Monday, October 16, 2006


There's been a big whoop-de-do lately, about makeup, shaving, heels, femme adornment in general, etc. Twisty is always good for stirring up some shit, and, over the weekend, Jonquil and Ron Sullivan (who's my new blog crush) weighed in with their own commentary. The comments to both of those latter posts are interesting, too. What eventually struck me about the whole thing is how gendered the whole discussion is--when is the last time you heard/read men defending their choice of clothing, whether they shave their body hair (or rip it out by the roots with wax), their personal adornments, etc.?

That is, what's important about this whole thing, to me, is that women feel compelled to make and defend their choices, and their feminist (or femnine) cred becomes attached to those choices and defenses. Which, in itself, is a commentary on the totalizing effects of patriarchy. I find it fascinating how often a woman defends not/adopting a particular practice because of how it "looks" on her (certain styles, for example), or never having learned how to do it properly (usually makeup), or some bad physical reaction that ensues if she does try to adopt that practice.

And it's not trivial, either. Random strangers (and family members, often enough) feel like they have the right to deliver their opinion on a woman's appearance, particularly if some aspect of it isn't sufficiently feminine, in their judgment. Other women claim they've never been subject to such sexism, not once, nope, never--which, I'm sorry, you haven't been paying attention. Still others claim that True Feminists wouldn't do x, where x = wear makeup, shave, wax, wear heels, etc. The point is, a lot of people are spending a lot of time enforcing one or another dress code--for women. This, in turn, necessitates women defending the choices they make (with or without some consciousness of patriarchy's influence on the choices available and the selections they've made among those choices). The fact that we can and do defend the practices we adopt means that we are at least aware of some aspects of the expectations, i.e., the patriarchy has wormed its way into our heads.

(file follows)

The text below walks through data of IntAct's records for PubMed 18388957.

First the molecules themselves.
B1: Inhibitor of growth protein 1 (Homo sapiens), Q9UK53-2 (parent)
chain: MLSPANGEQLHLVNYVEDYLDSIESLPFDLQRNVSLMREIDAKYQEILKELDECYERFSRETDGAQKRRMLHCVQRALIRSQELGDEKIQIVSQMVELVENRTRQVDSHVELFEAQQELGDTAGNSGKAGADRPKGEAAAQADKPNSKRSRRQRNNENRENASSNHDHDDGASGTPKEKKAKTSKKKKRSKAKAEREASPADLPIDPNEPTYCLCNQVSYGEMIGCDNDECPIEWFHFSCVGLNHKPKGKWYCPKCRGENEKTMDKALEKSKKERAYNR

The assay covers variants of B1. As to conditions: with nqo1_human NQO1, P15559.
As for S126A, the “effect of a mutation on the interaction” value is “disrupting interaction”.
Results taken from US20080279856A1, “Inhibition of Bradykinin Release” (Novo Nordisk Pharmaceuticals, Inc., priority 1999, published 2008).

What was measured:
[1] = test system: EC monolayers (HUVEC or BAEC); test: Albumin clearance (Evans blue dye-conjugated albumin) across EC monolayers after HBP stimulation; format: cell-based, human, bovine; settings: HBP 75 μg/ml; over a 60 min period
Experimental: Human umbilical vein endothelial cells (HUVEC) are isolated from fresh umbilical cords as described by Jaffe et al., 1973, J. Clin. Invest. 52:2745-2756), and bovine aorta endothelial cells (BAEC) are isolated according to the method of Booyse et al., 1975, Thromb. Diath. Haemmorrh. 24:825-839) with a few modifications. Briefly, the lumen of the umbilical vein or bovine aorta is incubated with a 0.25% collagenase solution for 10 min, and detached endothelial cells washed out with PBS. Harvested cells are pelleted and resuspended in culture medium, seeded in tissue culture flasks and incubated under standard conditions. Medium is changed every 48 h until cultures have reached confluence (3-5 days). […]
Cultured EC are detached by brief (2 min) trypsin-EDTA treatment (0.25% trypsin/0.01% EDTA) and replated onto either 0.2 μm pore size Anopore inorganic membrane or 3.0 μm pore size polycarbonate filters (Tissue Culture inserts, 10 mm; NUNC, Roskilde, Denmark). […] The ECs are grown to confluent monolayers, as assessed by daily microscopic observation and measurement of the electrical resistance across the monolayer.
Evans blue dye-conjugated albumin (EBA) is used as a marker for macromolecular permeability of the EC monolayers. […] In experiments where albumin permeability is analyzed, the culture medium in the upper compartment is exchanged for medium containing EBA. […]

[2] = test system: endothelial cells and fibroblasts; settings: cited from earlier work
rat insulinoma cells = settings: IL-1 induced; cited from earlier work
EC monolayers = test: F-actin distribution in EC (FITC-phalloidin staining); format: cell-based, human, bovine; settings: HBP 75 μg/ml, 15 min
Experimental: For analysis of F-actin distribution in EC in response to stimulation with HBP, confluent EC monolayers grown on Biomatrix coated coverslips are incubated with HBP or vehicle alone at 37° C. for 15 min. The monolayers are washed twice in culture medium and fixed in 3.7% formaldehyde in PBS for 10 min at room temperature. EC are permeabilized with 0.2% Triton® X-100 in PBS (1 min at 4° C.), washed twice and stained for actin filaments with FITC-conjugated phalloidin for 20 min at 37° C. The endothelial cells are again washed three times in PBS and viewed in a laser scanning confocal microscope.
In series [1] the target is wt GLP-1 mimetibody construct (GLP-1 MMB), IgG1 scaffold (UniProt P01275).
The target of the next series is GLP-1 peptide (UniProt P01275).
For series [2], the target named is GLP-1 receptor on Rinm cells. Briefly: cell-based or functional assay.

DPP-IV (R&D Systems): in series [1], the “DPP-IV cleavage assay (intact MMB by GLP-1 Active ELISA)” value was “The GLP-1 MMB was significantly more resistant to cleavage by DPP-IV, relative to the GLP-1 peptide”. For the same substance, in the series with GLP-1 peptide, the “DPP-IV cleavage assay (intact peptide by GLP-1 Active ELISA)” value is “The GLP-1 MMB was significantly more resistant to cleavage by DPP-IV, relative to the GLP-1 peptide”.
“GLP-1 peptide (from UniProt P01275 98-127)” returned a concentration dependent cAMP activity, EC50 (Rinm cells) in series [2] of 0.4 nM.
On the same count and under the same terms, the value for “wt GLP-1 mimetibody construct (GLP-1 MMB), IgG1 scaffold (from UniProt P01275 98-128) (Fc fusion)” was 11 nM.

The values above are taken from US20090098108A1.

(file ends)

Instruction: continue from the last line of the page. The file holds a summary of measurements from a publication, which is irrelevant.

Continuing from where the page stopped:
I get kind of tired of enforcers in either direction, to tell you the truth, but I think it's more interesting to see someone make an argument that a particular commonly accepted (or expected) aspect of feminine grooming or apparel is, indeed, anti-feminist in some way. I'm not a fan of the "shaving is bad, and any woman who shaves is caving in to the patriarchy and isn't a True Feminist" approach, but I think a more reasoned argument, detailing (a) why or how a particular practice is patriarchal and (b) how that practice does actual harm, either to the woman who does it or to other people, is a legitimate argument, even when I don't agree with the particular case.

I have to admit that I also get tired of the many women who want to say, "I just do what I do, and it has no relationship at all to the gendered culture in which we live. And I LIKE wearing thongs and having my pubic hair pulled out by the roots with hot wax." That kinda can't be true. You may not want to think about it much, and you may not have experienced a whole lot of obvious (or subtle) sexism in your life (though I think it's more likely that the patriarchy has trained you particularly well), but that doesn't mean it doesn't exist.

So, really, I'm joining the chorus that's asking women to think about the choices they make, because we are the sexbot class, whether we believe it or no. And that, of course, is why it's women who have to think so much about their personal grooming, adornment, and hygiene practices.
On a completely unrelated note, Susie's dad died, and her remembrance of him is beautiful.


Blogger Larry Jones said...

It's not "the patriarchy" that forces women to look a certain way or do certain things to be accepted. It's society.